- Paperback: 224 pages
- Publisher: Penguin India; New edition edition (14 October 2000)
- Language: English
- ISBN-10: 0140140433
- ISBN-13: 978-0140140439
- Product Dimensions: 11 x 1.3 x 12.8 cm
- Average Customer Review: 23 customer reviews
- Amazon Bestsellers Rank: #2,025 in Books (See Top 100 in Books)
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Haroun and The Sea of Stories Paperback – 14 Oct 2000
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About the Author
Salman Rushdie was born in 1947 and has lived in England since 1961. He is the author of six novels: Grimus, Midnight's Children, which won the Booker Prize in 1981 and the James Tait Black Prize, Shame, winner of the French Prix du Meilleur Livre Etranger, The Satanic Verses, which won the Whitbread Prize for Best Novel, Haroun and the Sea of Stories, which won the Writer's Guild Award and The Moor's Last Sigh which won the Whitbread Novel of the Year Award. He has also published a collection of short stories East, West, a book of reportage The Jaguar Smile, a volume of essays Imaginary Homelands and a work of film criticism The Wizard of Oz. His most recent novel is The Ground Beneath Her Feet, which was published in 1999.
Salman Rushdie was awarded Germany's Author of the Year Award for his novel The Satanic Verses in 1989. In 1993, Midnight's Children was voted the 'Booker of Bookers', the best novel to have won the Booker Prize in its first 25 years. In the same year, he was awarded the Austrian State Prize for European Literature. He is also Honorary Professor in the Humanities at the Massachusetts Institute of Technology and a Fellow of the Royal Society of Literature. His books have been published in more than two dozen languages.
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The story begins in a city that is 'so ruinously sad that it has forgotten its name'. In a city full of gloomy people, 11-year old Haroun Khalifa and his parents are the only cheery folks. Haroun's father Rashid is a master storyteller, much in demand across the country for his almost-magical talent to weave enthralling yarns . His mother Soraya is a happy soul who sings all day...till Rashid becomes too busy to pay any attention to home and family, and their sneaky oily snivelling neighbour Mr Sengupta persuades her to ditch her useless husband and elope with him.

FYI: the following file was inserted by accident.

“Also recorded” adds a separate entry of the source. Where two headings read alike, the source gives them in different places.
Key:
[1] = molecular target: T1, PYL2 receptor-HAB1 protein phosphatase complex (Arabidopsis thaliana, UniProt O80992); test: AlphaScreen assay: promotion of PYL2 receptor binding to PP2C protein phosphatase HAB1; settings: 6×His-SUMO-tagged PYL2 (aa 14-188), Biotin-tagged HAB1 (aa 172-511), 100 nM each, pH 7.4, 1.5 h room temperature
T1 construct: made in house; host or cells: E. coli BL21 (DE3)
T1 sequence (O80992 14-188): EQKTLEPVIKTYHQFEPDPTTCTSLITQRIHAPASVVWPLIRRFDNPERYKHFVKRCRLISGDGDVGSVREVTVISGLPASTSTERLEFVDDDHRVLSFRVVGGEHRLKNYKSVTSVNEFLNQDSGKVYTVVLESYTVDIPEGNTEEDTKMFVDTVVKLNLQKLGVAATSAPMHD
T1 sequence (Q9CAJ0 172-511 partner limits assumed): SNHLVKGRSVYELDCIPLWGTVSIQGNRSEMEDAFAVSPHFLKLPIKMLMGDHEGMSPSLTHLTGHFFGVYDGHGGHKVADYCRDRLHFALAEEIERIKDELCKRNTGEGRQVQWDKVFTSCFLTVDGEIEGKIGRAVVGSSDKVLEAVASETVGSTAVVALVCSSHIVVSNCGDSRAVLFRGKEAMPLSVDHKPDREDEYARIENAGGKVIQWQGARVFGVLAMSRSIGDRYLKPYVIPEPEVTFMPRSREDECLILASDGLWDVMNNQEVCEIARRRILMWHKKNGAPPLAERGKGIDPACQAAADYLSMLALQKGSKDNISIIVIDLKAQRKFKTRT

Haroun blames his father for this tragedy and asks him the fateful question- what's the use of stories that aren't even true? What a terrible question to ask a storyteller! Rashid is quite literally dumbstruck by its brutality- he loses the gift of gab.
Haroun, guilty at having robbed his father of his gift, is determined to set things right. He discovers that Rashid was a longtime subscriber of the magic story water service from Kahani, Earth's secret second moon, but now his subscription has been cancelled. How does the second moon stay hidden? How does warm story water from the Sea of Stories on Kahani reach Earth? How did the subscription get cancelled? By P2C2Es, of course- Processes Too Complicated To Explain! :)
Haroun flies to Kahani to restart Rashid's subscription- on the back of a mechanical hoopoe bird called Butt, with a Water Genie called Iff. But once he reaches Gup City (the capital of Kahani, inhabited by talkative chatterboxes of all sizes, shapes and species, called Guppees) he discovers that the city is about to go to war with the deadly Khatam Shud. Khatam Shud has kidnapped Princess Batcheat, the princess of Gup City, the daughter of King Chatterjee (!) Power-hungry Khatam Shud (aka The End) is the enemy of speech and stories because in every story is a world that he cannot rule. What's worse, Khatam Shud and his henchmen are creating and releasing poisonous anti-stories in the sea so that all stories in the world are destroyed.
Can the Guppees defeat Khatam Shud and end his reign of silence? Can the Sea of Stories be saved from the vile poison of hateful propaganda that Khatam Shud is spewing? Can Princess Batcheat be rescued? (Though with her terrible voice and ridiculous poems, she is best left unrescued!) You have to read the book to know all this and more!
Mandatory reading for everyone above the age of 11 years who loves stories.
P. S.- The dedication on the first page is heart-breaking if you can decode it. Try it.